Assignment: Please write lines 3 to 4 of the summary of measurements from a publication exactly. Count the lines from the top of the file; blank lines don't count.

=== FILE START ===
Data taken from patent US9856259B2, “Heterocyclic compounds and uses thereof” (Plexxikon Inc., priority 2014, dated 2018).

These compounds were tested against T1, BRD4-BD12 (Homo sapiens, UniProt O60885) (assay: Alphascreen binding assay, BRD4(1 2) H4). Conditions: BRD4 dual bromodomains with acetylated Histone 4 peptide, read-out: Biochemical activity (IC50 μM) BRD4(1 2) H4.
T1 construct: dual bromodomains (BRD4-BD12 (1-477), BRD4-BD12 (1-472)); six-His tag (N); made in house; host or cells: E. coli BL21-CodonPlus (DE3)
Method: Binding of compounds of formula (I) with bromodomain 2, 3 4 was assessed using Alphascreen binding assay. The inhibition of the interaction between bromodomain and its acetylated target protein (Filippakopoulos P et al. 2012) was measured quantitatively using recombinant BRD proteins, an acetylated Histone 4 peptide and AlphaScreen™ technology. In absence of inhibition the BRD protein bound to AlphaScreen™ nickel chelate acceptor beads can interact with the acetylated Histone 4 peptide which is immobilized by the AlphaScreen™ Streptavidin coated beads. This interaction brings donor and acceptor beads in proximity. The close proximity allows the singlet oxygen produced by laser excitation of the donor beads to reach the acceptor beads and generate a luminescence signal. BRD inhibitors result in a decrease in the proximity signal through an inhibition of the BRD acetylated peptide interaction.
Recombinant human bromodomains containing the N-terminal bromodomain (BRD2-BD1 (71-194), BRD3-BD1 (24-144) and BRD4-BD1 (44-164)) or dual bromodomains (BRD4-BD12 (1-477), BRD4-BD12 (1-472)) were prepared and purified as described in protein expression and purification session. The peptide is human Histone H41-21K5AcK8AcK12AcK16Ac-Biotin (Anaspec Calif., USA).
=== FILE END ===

T1 construct: dual bromodomains (BRD4-BD12 (1-477), BRD4-BD12 (1-472)); six-His tag (N); made in house; host or cells: E. coli BL21-CodonPlus (DE3)
Method: Binding of compounds of formula (I) with bromodomain 2, 3 4 was assessed using Alphascreen binding assay. The inhibition of the interaction between bromodomain and its acetylated target protein (Filippakopoulos P et al. 2012) was measured quantitatively using recombinant BRD proteins, an acetylated Histone 4 peptide and AlphaScreen™ technology. In absence of inhibition the BRD protein bound to AlphaScreen™ nickel chelate acceptor beads can interact with the acetylated Histone 4 peptide which is immobilized by the AlphaScreen™ Streptavidin coated beads. This interaction brings donor and acceptor beads in proximity. The close proximity allows the singlet oxygen produced by laser excitation of the donor beads to reach the acceptor beads and generate a luminescence signal. BRD inhibitors result in a decrease in the proximity signal through an inhibition of the BRD acetylated peptide interaction.